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Chemical or Mineral? Which Sunscreen is Right for You?

By HERWriter
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Chemical or Mineral? What Sunscreen is Right for You? narstudio/Fotolia

Choosing the right sunscreen is a key step for skin protection, because if you don’t like your sunscreen, you won’t use it. Start by deciding which type of sunscreen is right for you.

All sunscreens contain active ingredients to protect your skin from damaging rays of the sun, according to the American Academy of Dermatology. These sunscreens are all regulated as over-the-counter drugs by the U.S. Food and Drug Administration. (1)

Sunscreens come in two basic types:

Chemical sunscreens work by absorbing UV rays from the sun. They contain active ingredients such as oxybenzone and avobenzone.

Mineral sunscreens work by putting a physical barrier on the skin that blocks the sun’s UV rays from penetrating into the skin. Active ingredients in mineral sunscreens include zinc oxide and titanium oxide.

The thought of mineral sunscreens may bring to mind images of people with a streak of white cream left behind from older forms of zinc oxide. Current mineral sunscreens don’t leave that kind of residue on the skin.

According to a report in the Huffington Post, mineral sunscreens may be less likely to irritate your skin than chemical sunscreens.(3)

The AAD recommends mineral sunscreens as the most appropriate choice for toddlers and infants older than six months. Children younger than six months should be kept out of the sun rather than using sunscreen.

Mineral sunscreens are also considered by some to be safer than chemical sunscreens. Some studies suggest that vitamin A used in some sunscreens may cause skin tumors and lesions to grow faster when combined with sunlight.(3)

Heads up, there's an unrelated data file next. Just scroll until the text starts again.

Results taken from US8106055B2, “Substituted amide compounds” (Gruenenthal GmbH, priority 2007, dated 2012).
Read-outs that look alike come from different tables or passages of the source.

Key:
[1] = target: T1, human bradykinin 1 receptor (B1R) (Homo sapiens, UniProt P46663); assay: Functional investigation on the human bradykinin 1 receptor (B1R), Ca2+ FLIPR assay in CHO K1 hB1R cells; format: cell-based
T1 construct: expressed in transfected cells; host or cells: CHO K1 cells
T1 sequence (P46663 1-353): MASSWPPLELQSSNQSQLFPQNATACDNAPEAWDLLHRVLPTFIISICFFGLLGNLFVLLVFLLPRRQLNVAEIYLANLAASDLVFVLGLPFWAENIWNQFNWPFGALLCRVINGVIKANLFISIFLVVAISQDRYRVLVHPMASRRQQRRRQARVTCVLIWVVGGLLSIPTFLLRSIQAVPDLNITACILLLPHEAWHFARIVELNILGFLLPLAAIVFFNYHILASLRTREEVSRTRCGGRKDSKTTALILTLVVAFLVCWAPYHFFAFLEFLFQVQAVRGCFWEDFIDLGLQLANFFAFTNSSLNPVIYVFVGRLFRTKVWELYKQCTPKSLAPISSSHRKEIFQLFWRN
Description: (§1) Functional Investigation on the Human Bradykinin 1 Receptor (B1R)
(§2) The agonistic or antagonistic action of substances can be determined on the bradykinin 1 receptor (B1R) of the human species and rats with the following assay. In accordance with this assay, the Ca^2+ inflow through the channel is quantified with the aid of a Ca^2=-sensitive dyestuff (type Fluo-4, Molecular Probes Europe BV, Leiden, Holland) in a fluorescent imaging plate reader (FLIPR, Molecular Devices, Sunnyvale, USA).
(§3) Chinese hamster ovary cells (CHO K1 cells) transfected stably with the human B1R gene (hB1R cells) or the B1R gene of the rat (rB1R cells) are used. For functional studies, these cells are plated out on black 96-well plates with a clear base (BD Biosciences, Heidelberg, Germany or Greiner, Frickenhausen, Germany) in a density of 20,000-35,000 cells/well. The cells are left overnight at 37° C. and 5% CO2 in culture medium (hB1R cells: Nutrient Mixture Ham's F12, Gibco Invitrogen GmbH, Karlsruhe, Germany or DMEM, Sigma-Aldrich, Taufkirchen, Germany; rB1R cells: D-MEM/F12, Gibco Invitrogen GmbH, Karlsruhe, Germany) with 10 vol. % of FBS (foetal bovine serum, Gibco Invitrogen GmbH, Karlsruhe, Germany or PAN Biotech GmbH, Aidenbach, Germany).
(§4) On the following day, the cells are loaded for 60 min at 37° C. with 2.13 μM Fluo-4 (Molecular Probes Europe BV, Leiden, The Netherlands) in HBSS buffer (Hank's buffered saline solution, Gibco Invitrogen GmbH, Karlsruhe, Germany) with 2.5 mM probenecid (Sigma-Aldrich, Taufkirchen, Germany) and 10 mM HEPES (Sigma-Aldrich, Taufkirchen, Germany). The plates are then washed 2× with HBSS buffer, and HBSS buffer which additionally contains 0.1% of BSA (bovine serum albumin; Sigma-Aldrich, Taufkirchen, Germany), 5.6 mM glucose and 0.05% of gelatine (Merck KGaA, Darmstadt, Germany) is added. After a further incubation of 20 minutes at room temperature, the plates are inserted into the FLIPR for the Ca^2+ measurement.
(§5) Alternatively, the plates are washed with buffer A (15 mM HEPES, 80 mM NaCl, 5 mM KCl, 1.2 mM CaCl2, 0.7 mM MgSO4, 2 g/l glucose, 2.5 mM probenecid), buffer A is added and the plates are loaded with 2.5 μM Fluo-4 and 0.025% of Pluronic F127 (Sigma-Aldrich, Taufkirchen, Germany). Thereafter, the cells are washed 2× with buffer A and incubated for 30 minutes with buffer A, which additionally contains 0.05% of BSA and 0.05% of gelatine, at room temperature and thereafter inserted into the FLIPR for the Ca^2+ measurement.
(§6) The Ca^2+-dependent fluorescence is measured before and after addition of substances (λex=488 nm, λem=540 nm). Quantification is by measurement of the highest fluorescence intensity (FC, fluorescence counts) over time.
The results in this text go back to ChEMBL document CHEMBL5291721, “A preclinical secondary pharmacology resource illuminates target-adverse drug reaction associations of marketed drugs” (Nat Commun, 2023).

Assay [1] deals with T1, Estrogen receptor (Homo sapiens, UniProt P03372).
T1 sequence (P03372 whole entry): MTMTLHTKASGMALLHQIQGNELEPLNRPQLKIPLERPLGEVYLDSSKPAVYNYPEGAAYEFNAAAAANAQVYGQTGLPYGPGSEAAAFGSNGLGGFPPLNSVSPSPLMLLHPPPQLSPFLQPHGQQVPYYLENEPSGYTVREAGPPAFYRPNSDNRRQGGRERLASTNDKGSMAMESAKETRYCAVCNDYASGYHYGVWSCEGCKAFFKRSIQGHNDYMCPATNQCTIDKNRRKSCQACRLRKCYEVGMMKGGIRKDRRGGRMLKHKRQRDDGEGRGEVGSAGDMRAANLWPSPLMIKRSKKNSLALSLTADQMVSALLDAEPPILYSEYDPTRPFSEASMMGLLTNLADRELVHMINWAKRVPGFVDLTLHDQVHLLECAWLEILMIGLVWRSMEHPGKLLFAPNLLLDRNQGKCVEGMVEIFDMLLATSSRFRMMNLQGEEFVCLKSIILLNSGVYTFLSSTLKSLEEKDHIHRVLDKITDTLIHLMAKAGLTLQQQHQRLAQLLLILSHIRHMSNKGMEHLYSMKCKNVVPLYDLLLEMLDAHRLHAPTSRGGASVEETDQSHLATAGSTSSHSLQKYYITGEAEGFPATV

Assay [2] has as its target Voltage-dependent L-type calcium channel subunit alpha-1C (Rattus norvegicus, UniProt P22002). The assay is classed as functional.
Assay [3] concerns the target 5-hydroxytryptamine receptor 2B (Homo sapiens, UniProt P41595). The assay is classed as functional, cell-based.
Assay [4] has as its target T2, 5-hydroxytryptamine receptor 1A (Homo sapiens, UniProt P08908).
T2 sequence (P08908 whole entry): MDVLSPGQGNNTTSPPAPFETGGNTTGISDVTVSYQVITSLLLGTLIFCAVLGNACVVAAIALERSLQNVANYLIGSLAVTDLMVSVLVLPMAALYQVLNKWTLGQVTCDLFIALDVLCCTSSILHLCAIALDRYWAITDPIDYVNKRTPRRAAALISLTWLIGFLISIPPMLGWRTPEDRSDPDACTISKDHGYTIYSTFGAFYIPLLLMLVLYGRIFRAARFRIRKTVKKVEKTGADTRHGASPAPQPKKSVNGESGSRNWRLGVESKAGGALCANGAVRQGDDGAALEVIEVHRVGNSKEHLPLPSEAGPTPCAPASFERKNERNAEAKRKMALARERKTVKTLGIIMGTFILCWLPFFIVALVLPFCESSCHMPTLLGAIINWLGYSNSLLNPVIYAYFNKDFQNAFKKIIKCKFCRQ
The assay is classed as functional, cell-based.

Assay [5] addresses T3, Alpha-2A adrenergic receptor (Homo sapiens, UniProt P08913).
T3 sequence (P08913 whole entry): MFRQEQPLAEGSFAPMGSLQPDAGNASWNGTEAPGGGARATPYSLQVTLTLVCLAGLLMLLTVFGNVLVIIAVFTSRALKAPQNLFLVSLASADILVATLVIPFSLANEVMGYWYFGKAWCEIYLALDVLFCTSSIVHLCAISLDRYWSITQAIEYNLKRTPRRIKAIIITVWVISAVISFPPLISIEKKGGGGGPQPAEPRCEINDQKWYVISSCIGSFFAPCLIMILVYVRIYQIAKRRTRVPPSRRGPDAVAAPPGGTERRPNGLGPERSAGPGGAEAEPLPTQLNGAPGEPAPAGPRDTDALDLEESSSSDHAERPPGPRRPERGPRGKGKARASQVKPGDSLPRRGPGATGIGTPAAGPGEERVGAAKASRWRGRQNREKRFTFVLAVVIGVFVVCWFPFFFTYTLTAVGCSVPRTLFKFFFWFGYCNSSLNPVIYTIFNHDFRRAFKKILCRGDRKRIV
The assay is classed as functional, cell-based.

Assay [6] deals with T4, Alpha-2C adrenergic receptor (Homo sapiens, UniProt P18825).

The AAD states that these, and other claims that chemical sunscreens may be hazardous, have not been proven. (1)

Whether you choose a chemical or mineral sunscreen, the AAD recommends using sunscreen with an SPF of 30 or higher. SPF 30 blocks 97 percent of the sun’s ability to burn your skin.

No sunscreen is able to block 100 percent of the sun’s damaging rays. So choosing a higher SPF will not provide much additional protection.

1) Talking points for interviews on Consumer Reports Sunscreen study. American Academy of Dermatology. Web. Retrieved May 19, 2016.

2) Sunscreens: What’s really working and what’s not. CBS News. Web. Retrieved May 19, 2016.

3) 3 Reasons Why You Should Try Mineral Sunscreen. Huffington Post. Dana Oliver. Web. Retrieved May 19, 2016.

4) American Academy of Dermatology. Web. Retrieved May 19, 2016.

5) American Academy of Dermatology. Web. Retrieved May 19, 2016.

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We value and respect our HERWriters' experiences, but everyone is different. Many of our writers are speaking from personal experience, and what's worked for them may not work for you. Their articles are not a substitute for medical advice, although we hope you can gain knowledge from their insight.


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